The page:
Sunday, February 22, 2015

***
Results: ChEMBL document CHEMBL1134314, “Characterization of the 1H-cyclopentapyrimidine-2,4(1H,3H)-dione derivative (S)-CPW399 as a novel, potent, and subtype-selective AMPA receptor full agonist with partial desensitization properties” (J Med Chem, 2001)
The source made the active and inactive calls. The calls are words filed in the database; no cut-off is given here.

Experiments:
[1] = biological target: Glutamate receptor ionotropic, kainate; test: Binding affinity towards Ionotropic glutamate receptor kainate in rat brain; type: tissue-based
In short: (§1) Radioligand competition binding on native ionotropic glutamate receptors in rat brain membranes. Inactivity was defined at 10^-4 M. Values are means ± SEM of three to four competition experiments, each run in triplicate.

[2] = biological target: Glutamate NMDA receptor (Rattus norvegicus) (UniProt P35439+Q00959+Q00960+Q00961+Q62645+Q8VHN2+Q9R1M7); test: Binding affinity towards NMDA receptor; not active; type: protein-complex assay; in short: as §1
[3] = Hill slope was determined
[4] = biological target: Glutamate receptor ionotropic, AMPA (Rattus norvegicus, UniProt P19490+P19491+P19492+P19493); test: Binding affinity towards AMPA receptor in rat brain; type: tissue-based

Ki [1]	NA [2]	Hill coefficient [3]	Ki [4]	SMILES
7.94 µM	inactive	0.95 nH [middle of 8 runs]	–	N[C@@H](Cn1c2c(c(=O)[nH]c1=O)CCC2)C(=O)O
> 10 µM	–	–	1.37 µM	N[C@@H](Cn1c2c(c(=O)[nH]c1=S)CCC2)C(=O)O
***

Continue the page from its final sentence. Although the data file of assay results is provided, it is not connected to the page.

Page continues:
In this culture, thin walls are one thing, hearing your neighbors pee is quite another. I figured I couldn’t go too long before something truly noteworthy occurred, and it has; I am moved into the studio apartment I was promised when we still contemplated Martha being here. And it was worth the wait, although I admit I had pretty much written off the prospect of it. Clean, quiet, and subject to Mr. Park’s endless fussing-over. Good God, the man’s married, you’d think Mrs. Choi still found something to look forward to in her wifely duties, but maybe not. And as much of a prick (albeit an HONEST prick,) as he is as a boss, I can’t imagine being married to him. But, I can ride out my eight months in place like this, hell yeah! Quiet, clean, elegant (dare I use the word,) and air-conditioned. It’s all I’ll be needing, thanks. At this pace, in this place, the “Rabbit Hole” will just be a long, descriptive dream, save for the faces, those who you never know if you’ll pass again. I expect I may be eating out more frequently, there’s a shitload of restaurants in this part of town, (Dongbaek2-gil, to be exact,) but we’ll see. I’ll survive till payday, and since Julie and Katie (two of the Korean teachers,) are now in Booyong, *everything* got moved, although I did get a new range, so I can boil and fry to my heart’s content. The other part of the Korean teachers being in Booyong is that I’ll have no trouble getting my mail. But overall, thanks be to God, because I know He’s played His part, as he always has in looking out for me. I’ll take it however it comes. I do sort of silently hope the expectation isn’t on me to stay past my contract date (by too much, anyway,) ‘cause whether Mr. P. likes it or not, I have a life to continue with, great start and big change, though, this has been. God has been the reason all of this has even begun to work, and I will praise Him endlessly. For whatever it’s worth, this journal is becoming more of an intellectual and emotional blotter pad, more than a nameless travelogue. The thoughts have been ranging from silly, here in my nice, new digs, (nice as this place is, I hope I don’t end up like Jack Lemmon in “The Apartment” now,) to, am *I* going to be some Korean kid’s favorite teacher? Could I be? Is it possible? Anything is possible, I suppose, but I’m not here to be cool, I’m here to each, and get on with my life. I am not brave; I simply cannot bear the thought of falling down again. It’s too hard to keep getting up. There. I’ve said it, and I meant it. And when this is all over, I can only presume that I will know my place in the world, and maybe less will seem strange, by comparison. It’s all about what we learn, and what we strive to pass on, and pay forward—some of which is just plain, old, hope. Maybe the faith in others to step out on the bridges of their own soul. Before I set out, I remember telling Martha that this was the bridge to my future, and she said, “are you sure it’s not one of those rope bridges, that threatens to kill you?” or something to that effect, and I think I said, “it very well might be,” which was probably more honest than any other response I could have given. But, of course, life’s a journey, not a destination. Thank you, Steven Tyler.